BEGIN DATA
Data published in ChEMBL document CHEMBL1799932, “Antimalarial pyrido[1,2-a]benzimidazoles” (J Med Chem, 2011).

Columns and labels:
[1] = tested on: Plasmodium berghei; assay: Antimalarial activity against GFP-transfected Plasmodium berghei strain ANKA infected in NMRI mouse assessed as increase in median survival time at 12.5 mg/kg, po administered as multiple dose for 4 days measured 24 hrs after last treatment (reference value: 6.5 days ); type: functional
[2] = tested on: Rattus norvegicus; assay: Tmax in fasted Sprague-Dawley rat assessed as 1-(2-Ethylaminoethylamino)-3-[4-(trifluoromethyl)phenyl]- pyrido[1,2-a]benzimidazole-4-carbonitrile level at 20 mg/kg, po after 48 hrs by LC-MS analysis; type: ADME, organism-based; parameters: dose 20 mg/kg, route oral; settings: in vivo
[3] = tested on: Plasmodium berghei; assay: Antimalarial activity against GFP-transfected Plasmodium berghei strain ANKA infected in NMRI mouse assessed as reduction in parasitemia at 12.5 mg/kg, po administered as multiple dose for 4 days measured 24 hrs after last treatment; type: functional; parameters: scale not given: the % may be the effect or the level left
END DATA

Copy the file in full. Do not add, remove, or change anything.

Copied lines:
Data published in ChEMBL document CHEMBL1799932, “Antimalarial pyrido[1,2-a]benzimidazoles” (J Med Chem, 2011).

Columns and labels:
[1] = tested on: Plasmodium berghei; assay: Antimalarial activity against GFP-transfected Plasmodium berghei strain ANKA infected in NMRI mouse assessed as increase in median survival time at 12.5 mg/kg, po administered as multiple dose for 4 days measured 24 hrs after last treatment (reference value: 6.5 days ); type: functional
[2] = tested on: Rattus norvegicus; assay: Tmax in fasted Sprague-Dawley rat assessed as 1-(2-Ethylaminoethylamino)-3-[4-(trifluoromethyl)phenyl]- pyrido[1,2-a]benzimidazole-4-carbonitrile level at 20 mg/kg, po after 48 hrs by LC-MS analysis; type: ADME, organism-based; parameters: dose 20 mg/kg, route oral; settings: in vivo
[3] = tested on: Plasmodium berghei; assay: Antimalarial activity against GFP-transfected Plasmodium berghei strain ANKA infected in NMRI mouse assessed as reduction in parasitemia at 12.5 mg/kg, po administered as multiple dose for 4 days measured 24 hrs after last treatment; type: functional; parameters: scale not given: the % may be the effect or the level left